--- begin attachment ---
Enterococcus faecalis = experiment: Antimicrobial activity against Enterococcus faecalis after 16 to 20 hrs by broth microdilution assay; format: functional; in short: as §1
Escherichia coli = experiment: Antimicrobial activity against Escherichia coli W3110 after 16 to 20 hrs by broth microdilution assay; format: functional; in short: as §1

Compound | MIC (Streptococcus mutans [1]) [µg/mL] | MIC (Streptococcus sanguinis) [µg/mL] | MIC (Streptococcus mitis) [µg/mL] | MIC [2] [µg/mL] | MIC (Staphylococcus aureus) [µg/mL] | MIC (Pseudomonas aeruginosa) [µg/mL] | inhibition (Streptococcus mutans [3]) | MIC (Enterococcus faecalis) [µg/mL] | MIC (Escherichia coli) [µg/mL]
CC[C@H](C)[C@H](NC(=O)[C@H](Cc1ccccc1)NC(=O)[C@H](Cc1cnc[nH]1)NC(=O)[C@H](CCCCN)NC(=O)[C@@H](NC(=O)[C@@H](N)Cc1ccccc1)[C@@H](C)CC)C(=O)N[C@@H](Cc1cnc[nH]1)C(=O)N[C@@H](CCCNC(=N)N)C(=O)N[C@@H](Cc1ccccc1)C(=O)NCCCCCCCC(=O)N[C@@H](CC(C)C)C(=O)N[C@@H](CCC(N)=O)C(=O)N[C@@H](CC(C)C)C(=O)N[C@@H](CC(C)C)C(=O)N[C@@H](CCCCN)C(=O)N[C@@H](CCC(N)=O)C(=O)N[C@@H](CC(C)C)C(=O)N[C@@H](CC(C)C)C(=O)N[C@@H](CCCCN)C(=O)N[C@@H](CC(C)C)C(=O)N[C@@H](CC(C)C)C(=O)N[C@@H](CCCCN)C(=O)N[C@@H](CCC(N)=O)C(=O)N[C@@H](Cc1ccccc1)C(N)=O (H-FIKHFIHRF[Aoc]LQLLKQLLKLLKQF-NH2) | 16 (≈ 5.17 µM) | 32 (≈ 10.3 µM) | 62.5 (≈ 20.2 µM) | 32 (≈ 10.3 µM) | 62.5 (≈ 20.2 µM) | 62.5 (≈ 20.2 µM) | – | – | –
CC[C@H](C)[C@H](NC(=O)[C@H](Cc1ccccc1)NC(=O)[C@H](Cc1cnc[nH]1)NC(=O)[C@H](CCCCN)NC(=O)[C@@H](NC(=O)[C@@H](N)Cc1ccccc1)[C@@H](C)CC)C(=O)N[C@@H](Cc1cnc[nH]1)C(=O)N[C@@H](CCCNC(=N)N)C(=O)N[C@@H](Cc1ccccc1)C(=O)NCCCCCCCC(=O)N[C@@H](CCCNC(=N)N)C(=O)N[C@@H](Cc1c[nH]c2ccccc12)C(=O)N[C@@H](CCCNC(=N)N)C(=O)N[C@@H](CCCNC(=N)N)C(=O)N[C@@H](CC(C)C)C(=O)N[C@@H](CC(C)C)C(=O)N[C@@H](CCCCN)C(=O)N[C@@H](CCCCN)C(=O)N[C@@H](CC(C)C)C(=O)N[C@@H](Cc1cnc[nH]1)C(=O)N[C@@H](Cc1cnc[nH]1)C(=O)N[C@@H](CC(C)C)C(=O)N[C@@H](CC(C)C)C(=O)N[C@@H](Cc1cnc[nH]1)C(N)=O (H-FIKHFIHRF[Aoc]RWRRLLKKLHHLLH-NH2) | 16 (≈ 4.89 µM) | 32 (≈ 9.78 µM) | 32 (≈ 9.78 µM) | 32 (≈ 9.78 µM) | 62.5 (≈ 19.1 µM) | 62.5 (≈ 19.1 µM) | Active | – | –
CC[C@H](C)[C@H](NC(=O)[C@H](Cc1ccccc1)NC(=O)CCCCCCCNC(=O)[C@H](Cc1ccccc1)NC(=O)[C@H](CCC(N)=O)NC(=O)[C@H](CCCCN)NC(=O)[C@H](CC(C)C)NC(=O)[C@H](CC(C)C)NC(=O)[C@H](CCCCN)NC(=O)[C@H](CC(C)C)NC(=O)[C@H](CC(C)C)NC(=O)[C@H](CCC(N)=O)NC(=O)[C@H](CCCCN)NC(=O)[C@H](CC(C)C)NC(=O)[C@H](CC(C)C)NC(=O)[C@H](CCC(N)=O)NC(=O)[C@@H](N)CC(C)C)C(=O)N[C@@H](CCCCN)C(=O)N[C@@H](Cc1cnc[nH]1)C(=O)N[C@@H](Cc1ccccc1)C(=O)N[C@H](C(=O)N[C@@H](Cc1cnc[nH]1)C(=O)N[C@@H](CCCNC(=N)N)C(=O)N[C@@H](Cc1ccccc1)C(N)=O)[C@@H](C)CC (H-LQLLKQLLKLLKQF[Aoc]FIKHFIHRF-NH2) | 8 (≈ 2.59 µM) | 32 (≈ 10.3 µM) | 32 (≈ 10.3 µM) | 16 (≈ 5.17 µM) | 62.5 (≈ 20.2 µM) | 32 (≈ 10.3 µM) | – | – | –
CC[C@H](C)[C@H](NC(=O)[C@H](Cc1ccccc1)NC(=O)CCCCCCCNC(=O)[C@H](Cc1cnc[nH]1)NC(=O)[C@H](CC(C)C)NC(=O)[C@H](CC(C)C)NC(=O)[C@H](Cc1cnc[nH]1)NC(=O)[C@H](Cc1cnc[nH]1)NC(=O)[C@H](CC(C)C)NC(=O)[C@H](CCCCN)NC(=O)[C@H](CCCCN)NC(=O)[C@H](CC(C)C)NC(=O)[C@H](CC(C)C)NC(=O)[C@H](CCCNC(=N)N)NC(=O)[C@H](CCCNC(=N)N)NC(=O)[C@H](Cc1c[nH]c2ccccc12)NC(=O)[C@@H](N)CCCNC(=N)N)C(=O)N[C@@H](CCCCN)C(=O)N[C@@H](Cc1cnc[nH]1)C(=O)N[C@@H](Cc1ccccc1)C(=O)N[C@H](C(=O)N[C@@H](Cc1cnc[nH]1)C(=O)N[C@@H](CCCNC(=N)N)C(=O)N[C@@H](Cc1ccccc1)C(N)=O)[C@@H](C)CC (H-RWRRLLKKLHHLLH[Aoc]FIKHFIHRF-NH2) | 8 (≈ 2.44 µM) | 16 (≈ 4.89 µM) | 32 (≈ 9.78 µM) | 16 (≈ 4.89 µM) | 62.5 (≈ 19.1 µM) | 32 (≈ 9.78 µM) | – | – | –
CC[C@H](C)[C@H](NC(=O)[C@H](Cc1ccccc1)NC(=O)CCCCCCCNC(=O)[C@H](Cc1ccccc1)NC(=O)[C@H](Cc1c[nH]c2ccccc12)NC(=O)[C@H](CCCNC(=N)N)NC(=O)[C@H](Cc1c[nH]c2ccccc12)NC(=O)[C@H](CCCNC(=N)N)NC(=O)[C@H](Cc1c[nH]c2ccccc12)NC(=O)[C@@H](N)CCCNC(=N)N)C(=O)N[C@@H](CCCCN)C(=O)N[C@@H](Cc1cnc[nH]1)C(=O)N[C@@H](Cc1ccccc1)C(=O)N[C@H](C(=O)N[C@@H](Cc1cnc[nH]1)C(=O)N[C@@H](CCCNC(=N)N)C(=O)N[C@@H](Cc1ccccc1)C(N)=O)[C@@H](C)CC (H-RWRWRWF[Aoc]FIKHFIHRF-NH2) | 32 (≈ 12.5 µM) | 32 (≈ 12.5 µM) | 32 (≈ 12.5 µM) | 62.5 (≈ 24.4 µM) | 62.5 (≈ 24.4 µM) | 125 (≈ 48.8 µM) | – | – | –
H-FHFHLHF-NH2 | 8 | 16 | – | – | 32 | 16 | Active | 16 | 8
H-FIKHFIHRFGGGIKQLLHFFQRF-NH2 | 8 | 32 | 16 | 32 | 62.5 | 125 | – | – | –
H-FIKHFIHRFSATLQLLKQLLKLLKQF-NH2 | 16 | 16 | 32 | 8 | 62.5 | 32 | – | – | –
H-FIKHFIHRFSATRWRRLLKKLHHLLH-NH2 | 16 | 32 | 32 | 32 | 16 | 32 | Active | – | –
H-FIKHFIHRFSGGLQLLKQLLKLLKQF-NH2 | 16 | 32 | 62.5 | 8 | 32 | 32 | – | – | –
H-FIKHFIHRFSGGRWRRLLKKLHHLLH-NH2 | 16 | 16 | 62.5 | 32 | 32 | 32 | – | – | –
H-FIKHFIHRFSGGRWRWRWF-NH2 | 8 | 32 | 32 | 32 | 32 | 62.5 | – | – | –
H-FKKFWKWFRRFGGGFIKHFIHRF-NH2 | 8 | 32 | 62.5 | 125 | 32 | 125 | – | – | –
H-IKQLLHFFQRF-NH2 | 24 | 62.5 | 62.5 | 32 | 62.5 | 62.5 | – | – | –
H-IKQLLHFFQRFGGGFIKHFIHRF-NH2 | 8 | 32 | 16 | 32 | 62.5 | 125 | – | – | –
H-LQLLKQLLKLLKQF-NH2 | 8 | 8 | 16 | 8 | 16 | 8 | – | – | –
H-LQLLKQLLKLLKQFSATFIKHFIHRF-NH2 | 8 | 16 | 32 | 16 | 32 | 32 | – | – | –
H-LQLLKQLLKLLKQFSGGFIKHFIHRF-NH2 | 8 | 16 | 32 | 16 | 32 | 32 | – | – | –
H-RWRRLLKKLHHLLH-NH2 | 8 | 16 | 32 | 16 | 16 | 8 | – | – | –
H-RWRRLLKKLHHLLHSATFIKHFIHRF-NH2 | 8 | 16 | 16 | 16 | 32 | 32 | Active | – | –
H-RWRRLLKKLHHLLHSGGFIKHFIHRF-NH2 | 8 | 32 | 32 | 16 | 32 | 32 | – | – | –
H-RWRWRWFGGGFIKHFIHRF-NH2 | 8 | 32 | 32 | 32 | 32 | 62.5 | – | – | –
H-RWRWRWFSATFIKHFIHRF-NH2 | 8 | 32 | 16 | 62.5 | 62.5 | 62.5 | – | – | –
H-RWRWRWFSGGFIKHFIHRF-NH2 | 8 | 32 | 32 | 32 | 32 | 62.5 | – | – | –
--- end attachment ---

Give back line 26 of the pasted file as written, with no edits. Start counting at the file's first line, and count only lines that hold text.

H-RWRWRWFSATFIKHFIHRF-NH2 | 8 | 32 | 16 | 62.5 | 62.5 | 62.5 | – | – | –